What will become of society after the pandemic? Many speculations fluctuate between the tragicomic and the surreal. No, we will not have an epidemiology dictatorship. Nor is it a zombie apocalypse. In contrast, I dare to bet on optimism: once the crisis is over, we will be better off than we entered. And life will inevitably return to normal.
Why better? In the legacy of the pandemic, we can expect more people to absorb the basic lesson of seeing nature through the prism of mathematics. A society that does not know how to multiply beyond “multiply yourselves” will always be in serious trouble.
I hope that public agents have a “socio-immunological memory” of at least a few decades, with an agenda for action and cooperation (local, national and global) in the event of new emergencies.
We can also imagine that more states will come out with the understanding that “the account” of social and economic impacts is theirs. Nobody pays tax to hear, “I'm sorry, what do you want me to do?”. It is for those hours that the state exists.
And there will be technological gains. In recent months, scientists and technicians have presented everything from more efficient germicidal lamps to long-lasting disinfectants, to low-cost respirators. They were all low or zero priority technologies before the crisis. Although they are only mild palliatives now, they should help a lot of people in the future.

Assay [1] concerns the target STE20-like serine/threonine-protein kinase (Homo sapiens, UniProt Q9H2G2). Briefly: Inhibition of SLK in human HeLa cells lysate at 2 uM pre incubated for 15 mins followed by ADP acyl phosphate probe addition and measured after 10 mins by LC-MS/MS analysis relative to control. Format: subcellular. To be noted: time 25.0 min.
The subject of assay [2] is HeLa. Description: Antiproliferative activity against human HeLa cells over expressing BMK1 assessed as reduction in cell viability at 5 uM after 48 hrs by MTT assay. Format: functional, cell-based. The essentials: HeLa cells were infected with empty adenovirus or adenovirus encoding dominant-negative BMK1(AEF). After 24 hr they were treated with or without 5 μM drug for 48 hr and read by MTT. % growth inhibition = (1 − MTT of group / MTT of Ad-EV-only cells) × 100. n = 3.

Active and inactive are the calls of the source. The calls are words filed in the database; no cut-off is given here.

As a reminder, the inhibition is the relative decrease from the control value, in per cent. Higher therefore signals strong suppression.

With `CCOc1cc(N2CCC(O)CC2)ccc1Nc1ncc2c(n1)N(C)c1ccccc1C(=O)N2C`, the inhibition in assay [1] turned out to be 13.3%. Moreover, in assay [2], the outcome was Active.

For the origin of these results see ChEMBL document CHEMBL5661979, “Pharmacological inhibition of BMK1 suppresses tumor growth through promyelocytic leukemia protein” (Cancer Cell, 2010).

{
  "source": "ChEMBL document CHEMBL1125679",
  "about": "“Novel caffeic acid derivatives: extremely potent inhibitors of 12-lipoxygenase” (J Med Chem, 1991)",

Not to mention vaccines. Yes, I am optimistic that a vaccine for the new coronavirus is possible and on the way – by the end of the year it would not be unthinkable, although most health workers maintain the traditional “18 to 24 month, best of all hypotheses ”. (No one can blame them; before we get into the "hurry" mode, that would in fact be the optimistic outlook.)
The vaccine may not come, of course. But, even so, the technologies created and tested today, to try to face the covid-19, as well as the expansion of the industrial park for mass production, will benefit future treatments.
Again, before the pandemic, advanced vaccines were seen as low priority and high risk. Billions of investments have now become "modest" compared to economic disgrace. The cost-benefit ratio has become – for the benefit of the medicine of the future.
Necessity is said to be the mother of invention. Really. We will come out of the pandemic better than we did – more supportive, mature and prepared for a return to normality. Not only because that is what humans do (again and again), but because of the debt we owe to those who will not complete the crossing with us. Let us watch over the present today, doing our best, and the future takes care of itself.
This column is published on Mondays, in Folha Corrida.